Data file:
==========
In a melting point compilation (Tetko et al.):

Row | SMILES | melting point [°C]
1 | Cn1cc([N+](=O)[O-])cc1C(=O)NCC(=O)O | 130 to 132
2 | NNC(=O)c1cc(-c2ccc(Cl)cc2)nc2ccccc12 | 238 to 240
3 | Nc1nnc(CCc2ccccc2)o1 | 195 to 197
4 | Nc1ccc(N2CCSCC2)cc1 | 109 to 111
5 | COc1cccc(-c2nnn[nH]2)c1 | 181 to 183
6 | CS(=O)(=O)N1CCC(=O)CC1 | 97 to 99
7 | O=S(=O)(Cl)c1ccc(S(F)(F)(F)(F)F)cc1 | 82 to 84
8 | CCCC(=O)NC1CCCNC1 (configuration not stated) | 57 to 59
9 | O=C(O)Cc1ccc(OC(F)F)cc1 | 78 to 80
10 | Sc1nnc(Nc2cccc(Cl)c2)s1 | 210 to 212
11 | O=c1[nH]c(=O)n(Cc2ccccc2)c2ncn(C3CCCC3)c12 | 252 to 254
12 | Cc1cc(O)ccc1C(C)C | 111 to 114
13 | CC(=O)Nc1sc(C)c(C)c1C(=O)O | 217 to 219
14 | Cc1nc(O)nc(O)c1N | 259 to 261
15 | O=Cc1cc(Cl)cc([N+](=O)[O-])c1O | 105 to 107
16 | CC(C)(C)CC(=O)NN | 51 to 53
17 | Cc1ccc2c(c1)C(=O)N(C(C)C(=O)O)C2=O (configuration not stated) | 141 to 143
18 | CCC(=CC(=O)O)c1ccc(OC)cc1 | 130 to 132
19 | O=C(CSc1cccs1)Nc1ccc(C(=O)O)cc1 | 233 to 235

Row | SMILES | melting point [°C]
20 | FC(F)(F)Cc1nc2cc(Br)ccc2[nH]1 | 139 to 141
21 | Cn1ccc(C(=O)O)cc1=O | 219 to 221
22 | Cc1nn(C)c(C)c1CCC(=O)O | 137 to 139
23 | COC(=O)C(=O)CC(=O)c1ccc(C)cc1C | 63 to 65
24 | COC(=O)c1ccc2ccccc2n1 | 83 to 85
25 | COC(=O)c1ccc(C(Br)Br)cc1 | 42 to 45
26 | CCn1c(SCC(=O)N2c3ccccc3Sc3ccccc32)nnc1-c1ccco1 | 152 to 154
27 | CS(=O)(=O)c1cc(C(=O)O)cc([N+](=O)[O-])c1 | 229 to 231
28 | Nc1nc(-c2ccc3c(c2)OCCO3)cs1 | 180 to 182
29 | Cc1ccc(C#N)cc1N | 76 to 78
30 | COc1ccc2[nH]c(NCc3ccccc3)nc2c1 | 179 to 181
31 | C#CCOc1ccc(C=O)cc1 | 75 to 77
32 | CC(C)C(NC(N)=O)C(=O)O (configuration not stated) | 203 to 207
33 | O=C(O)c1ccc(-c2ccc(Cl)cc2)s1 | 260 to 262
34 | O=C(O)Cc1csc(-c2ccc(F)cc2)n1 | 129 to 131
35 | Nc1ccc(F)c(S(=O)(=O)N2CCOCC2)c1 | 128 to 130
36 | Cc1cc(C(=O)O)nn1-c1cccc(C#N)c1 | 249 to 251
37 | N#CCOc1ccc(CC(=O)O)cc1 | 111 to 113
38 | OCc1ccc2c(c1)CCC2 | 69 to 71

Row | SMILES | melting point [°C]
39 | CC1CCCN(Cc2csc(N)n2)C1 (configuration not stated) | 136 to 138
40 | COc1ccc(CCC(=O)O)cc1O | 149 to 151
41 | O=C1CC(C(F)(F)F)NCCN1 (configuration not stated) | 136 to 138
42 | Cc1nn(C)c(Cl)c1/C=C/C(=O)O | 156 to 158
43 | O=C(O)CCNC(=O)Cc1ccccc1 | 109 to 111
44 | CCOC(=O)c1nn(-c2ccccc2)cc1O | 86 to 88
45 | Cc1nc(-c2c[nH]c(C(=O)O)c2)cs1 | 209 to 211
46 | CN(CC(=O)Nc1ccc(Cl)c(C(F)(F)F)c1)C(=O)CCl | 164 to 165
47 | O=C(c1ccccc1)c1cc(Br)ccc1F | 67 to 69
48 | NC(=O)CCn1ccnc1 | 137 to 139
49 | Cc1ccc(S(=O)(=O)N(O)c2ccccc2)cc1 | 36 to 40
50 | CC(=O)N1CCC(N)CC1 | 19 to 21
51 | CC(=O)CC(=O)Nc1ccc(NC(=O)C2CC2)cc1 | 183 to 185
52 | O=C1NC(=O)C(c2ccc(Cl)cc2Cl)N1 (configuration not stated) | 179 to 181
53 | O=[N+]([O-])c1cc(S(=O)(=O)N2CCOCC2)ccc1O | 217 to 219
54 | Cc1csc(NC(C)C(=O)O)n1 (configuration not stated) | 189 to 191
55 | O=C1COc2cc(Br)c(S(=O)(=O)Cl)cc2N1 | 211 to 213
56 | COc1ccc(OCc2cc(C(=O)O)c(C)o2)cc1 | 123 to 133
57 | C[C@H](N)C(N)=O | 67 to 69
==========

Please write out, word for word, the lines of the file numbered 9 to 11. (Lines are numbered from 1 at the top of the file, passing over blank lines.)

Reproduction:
7 | O=S(=O)(Cl)c1ccc(S(F)(F)(F)(F)F)cc1 | 82 to 84
8 | CCCC(=O)NC1CCCNC1 (configuration not stated) | 57 to 59
9 | O=C(O)Cc1ccc(OC(F)F)cc1 | 78 to 80